May 2021 Supermoon eclipse happens this week: How to watch it

This month will end with a special treat for those who love staring up at the cosmos: a supermoon eclipse. On May 26, NASA explains, the moon will not only look unusually large due to being at its nearest approach to Earth, it'll also turn a lovely shade of red. Even better, because this a lunar eclipse, you won't need any special glasses to watch it.

The most exciting part of the celestial event — the total eclipse phase — will happen around moonset, NASA explains. You'll be able to see the early stages of the event at 1:46PM PDT on May 26; this is when the moon will enter the darkest region of our planet's shadow. The totality phase, which is when the entire Moon is covered by the shadow, will take place between 4:11AM and 4:26AM PT.

The eclipse will take place during a supermoon event, which refers to the moon's unusually large appearance. This is because the moon will be at its nearest approach to Earth, resulting in what NASA says will be the largest full moon we'll see in 2021. This particular full moon was called the Flower Moon by Native American tribes.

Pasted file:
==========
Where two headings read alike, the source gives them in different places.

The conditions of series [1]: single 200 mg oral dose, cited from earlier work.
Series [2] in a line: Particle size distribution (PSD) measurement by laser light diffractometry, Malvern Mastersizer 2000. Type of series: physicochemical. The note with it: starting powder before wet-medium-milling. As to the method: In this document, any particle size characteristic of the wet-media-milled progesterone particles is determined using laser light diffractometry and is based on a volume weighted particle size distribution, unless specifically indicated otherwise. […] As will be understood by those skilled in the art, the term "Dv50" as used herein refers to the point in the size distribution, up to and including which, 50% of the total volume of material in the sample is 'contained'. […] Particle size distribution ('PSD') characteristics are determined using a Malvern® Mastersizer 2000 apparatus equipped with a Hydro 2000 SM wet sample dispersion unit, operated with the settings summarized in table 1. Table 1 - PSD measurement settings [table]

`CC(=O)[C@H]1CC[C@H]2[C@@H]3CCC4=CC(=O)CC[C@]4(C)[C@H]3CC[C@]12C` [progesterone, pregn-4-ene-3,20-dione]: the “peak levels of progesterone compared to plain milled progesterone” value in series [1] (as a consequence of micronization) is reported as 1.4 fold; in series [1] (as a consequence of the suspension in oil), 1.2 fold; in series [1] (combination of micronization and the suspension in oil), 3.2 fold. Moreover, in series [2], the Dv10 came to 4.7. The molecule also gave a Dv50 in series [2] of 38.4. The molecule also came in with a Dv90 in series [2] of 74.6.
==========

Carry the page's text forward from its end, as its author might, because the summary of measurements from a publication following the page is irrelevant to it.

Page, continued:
Many people around the world will be able to watch this event with the naked eye. Those located in the Pacific Islands, New Zealand, and the eastern regions of Australia will be able to witness the entire eclipse event. Meanwhile, the total eclipse phase will be visible to anyone in the western part of Peru, the western US and Canada, as well as the entire nation of Mexico, the majority of Ecuador, and the majority of Central America.

All you'll need to watch the event is your eyes — head outside at around the time the eclipse is scheduled to start and look at the moon. You'll need to plan a long night if you want to watch the entire event, however, depending on your time zone. This will be the last lunar eclipse visible to people in North America until next May.